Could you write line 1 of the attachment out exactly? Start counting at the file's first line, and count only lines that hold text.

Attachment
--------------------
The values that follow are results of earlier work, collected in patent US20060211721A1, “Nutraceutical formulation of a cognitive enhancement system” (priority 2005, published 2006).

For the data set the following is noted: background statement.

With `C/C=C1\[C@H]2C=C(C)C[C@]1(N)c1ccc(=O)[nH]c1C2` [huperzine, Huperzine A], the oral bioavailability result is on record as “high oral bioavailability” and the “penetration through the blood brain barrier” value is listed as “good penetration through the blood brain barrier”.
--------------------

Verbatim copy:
The values that follow are results of earlier work, collected in patent US20060211721A1, “Nutraceutical formulation of a cognitive enhancement system” (priority 2005, published 2006).